Former Oliver! actor Mark Lester has defended his late friend Michael Jackson over allegations that he sexually abused children.
Two men – James Safechuck and Wade Robson – allege in a Channel 4 documentary that they were sexually abused by the King of Pop.
Lester, 60, who shot to fame as the star of the film Oliver!, said the programme, Leaving Neverland, which is due to air in the UK on Wednesday and Thursday night, made him “feel quite sick”.
“This is not the Michael Jackson I knew for over 30 years. This is not the man that my children knew,” he told ITV show Lorraine.
He claimed the documentary was “sensationalist”, saying: “In three to four weeks … it will be old news and gone and forgotten.”
Lester, who was godfather to Jackson’s children and was in the hotel room when the Thriller singer dangled his baby son Blanket over a balcony, said: “I don’t really know what the object of the exercise is here…
“Child abuse is awful … I can’t fathom what this is trying to achieve.
I never saw … or even had the slightest notion that there was anything untoward with Michael…
“I was godfather to his children. He was godfather to my children.”
He said that being in a room with Jackson’s accusers “would make my flesh crawl”, adding: “I was trying to watch it (the documentary) with a very open mind and nothing in my mind has changed about Michael.”
Lester donated sperm to Jackson and believes he could be the biological father of the singer’s daughter, Paris.
Meanwhile, Leaving Neverland director Dan Reed hit back at suggestions that Jackson’s accusers are financially motivated.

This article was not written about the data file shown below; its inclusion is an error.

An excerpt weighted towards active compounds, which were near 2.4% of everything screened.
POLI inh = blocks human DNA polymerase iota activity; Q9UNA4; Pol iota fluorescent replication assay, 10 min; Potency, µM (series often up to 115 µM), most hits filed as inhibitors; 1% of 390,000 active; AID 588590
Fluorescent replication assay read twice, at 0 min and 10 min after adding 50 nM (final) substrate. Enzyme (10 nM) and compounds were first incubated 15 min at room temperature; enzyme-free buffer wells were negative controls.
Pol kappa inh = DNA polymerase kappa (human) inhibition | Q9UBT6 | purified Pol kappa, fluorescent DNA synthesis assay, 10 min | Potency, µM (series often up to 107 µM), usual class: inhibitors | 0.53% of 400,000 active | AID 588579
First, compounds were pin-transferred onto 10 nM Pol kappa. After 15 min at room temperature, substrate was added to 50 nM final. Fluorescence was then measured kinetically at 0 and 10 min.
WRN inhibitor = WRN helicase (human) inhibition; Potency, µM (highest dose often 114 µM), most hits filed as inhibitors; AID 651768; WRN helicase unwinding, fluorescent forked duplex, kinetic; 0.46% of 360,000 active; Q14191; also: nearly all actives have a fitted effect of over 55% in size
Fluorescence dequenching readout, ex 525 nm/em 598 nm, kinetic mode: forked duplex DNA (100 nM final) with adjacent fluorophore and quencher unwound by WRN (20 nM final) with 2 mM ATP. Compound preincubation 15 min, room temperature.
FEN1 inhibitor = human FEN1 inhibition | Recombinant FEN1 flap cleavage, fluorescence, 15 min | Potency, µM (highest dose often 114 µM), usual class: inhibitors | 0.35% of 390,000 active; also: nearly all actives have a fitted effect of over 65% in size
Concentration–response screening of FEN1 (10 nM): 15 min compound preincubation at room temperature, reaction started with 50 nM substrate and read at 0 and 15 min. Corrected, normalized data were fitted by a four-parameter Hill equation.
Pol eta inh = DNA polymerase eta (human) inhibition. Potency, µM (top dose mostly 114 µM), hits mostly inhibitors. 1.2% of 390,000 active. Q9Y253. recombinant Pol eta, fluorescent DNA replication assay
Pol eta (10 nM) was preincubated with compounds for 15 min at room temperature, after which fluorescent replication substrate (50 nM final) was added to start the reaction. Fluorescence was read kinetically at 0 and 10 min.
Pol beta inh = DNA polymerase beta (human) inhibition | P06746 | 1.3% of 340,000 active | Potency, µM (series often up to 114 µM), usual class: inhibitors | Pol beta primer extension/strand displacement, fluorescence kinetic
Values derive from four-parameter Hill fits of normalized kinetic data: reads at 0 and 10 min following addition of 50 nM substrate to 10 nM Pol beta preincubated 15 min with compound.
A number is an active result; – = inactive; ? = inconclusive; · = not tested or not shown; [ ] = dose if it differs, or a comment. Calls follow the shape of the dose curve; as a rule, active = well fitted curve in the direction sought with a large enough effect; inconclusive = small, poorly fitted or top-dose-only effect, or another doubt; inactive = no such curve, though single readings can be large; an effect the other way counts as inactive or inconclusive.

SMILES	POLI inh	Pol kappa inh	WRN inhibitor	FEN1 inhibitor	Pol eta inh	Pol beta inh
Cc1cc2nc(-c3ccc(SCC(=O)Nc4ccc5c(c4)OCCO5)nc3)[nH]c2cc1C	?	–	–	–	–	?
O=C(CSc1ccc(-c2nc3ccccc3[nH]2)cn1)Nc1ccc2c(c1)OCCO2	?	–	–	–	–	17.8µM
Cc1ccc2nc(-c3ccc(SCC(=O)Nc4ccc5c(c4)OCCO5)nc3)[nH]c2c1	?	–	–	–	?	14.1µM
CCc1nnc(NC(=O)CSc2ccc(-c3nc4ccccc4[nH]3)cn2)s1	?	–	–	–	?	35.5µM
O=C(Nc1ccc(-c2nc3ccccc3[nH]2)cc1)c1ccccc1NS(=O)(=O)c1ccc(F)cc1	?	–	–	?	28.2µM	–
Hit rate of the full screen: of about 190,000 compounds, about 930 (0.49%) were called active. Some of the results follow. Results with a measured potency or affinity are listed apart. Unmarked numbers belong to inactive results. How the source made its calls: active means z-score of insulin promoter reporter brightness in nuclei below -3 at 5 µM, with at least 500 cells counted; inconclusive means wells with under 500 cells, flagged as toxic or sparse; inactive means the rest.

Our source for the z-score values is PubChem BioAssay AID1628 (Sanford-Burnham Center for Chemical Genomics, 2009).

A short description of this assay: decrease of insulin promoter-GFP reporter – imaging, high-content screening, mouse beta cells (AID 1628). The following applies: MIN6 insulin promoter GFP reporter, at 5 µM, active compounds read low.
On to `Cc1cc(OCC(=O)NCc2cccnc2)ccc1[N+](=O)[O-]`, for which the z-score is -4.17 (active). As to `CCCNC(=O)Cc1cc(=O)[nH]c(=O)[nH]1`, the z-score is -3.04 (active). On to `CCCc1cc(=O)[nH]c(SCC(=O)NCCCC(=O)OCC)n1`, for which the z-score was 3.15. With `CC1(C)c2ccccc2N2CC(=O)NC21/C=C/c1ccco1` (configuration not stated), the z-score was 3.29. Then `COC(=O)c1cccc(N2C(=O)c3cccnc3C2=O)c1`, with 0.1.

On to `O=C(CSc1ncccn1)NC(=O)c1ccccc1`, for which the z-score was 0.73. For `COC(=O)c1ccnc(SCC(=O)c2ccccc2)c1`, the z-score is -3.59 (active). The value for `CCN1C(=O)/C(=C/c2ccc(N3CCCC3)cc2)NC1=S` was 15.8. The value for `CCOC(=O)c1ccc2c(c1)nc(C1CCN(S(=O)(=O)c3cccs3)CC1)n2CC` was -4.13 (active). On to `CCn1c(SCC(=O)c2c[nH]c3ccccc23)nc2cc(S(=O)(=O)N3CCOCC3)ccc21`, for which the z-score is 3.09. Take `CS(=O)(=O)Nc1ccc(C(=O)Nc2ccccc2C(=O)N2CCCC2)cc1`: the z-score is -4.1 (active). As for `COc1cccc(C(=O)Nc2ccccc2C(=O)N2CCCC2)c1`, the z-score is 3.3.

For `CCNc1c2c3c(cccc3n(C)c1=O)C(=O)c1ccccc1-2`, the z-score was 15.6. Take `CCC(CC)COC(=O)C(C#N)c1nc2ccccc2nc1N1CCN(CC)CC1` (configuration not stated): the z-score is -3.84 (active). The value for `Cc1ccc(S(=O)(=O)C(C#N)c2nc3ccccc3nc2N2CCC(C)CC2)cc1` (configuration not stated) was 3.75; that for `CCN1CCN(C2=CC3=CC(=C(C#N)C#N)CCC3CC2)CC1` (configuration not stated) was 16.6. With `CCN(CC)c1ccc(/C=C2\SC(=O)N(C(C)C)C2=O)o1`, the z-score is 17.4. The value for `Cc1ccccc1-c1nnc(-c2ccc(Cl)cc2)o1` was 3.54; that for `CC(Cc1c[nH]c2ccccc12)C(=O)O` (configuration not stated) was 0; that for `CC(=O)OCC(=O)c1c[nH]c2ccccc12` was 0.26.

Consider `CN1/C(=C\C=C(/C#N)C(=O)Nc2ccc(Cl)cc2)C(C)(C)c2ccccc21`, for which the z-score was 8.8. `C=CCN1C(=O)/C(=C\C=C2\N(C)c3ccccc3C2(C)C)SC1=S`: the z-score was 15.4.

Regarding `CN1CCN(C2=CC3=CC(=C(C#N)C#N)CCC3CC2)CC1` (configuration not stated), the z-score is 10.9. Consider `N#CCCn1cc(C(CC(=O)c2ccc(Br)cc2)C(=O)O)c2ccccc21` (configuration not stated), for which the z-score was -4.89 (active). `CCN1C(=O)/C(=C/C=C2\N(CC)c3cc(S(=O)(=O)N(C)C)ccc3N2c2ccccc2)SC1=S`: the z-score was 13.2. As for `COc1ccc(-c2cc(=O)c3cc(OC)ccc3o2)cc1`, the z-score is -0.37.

The Jackson family have denied the allegations against the late singer, saying the film is “all about the money”.
But Reed told Good Morning Britain that Mr Safechuck and Mr Robson “want justice, they’re not fussed about the money”.
And he said: “No-one disputes the fact that he (Jackson) slept with little boys. If this was a guy down the road, your next-door neighbour who was constantly spending the night with little boys, what would you think?
“Is it just because of Michael’s talent as a performer that we allow him to get away with child rape?”
The singer’s estate launched a lawsuit against Channel 4’s co-producers, US TV network HBO, claiming that damages from the film could exceed 100 million dollars (£77 million).
Mr Safechuck was 10 years old when he met Jackson in 1986 on the set of a Pepsi advert.
He alleges that the King Of Pop, who throughout his life denied any allegations of sexually abusing children, showered him with gifts while grooming both him and his family.
Mr Robson, an Australian, was five when he first met Jackson after winning a dance competition in Brisbane. He alleges similar abuse.
In the wake of Leaving Neverland, there have been reports of radio stations dropping Jackson’s music from their playlists, while some fans on social media have said they are boycotting the star.